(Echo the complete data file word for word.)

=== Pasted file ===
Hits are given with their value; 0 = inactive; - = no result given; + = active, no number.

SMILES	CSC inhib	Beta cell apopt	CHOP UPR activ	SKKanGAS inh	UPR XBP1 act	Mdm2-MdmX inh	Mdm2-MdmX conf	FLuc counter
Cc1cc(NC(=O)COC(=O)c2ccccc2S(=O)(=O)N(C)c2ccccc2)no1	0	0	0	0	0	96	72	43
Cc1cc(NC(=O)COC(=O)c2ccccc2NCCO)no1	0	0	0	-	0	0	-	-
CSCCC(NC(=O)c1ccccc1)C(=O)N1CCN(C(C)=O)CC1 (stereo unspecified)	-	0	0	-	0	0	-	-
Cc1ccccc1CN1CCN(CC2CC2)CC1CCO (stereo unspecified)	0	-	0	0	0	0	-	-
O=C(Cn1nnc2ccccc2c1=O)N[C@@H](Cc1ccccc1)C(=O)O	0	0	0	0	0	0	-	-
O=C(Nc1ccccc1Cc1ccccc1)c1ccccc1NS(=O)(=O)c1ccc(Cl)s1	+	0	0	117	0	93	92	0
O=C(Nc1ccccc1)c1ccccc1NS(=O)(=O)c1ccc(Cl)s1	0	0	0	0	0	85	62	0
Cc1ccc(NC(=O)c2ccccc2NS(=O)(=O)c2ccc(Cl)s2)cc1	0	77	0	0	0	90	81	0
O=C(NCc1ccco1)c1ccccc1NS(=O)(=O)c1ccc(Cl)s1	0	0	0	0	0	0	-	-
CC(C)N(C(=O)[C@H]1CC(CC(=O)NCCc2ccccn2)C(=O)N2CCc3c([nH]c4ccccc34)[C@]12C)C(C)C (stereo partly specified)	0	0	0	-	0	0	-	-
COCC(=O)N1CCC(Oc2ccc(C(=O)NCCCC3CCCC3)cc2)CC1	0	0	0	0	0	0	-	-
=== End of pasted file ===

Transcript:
Hits are given with their value; 0 = inactive; - = no result given; + = active, no number.

SMILES	CSC inhib	Beta cell apopt	CHOP UPR activ	SKKanGAS inh	UPR XBP1 act	Mdm2-MdmX inh	Mdm2-MdmX conf	FLuc counter
Cc1cc(NC(=O)COC(=O)c2ccccc2S(=O)(=O)N(C)c2ccccc2)no1	0	0	0	0	0	96	72	43
Cc1cc(NC(=O)COC(=O)c2ccccc2NCCO)no1	0	0	0	-	0	0	-	-
CSCCC(NC(=O)c1ccccc1)C(=O)N1CCN(C(C)=O)CC1 (stereo unspecified)	-	0	0	-	0	0	-	-
Cc1ccccc1CN1CCN(CC2CC2)CC1CCO (stereo unspecified)	0	-	0	0	0	0	-	-
O=C(Cn1nnc2ccccc2c1=O)N[C@@H](Cc1ccccc1)C(=O)O	0	0	0	0	0	0	-	-
O=C(Nc1ccccc1Cc1ccccc1)c1ccccc1NS(=O)(=O)c1ccc(Cl)s1	+	0	0	117	0	93	92	0
O=C(Nc1ccccc1)c1ccccc1NS(=O)(=O)c1ccc(Cl)s1	0	0	0	0	0	85	62	0
Cc1ccc(NC(=O)c2ccccc2NS(=O)(=O)c2ccc(Cl)s2)cc1	0	77	0	0	0	90	81	0
O=C(NCc1ccco1)c1ccccc1NS(=O)(=O)c1ccc(Cl)s1	0	0	0	0	0	0	-	-
CC(C)N(C(=O)[C@H]1CC(CC(=O)NCCc2ccccn2)C(=O)N2CCc3c([nH]c4ccccc34)[C@]12C)C(C)C (stereo partly specified)	0	0	0	-	0	0	-	-
COCC(=O)N1CCC(Oc2ccc(C(=O)NCCCC3CCCC3)cc2)CC1	0	0	0	0	0	0	-	-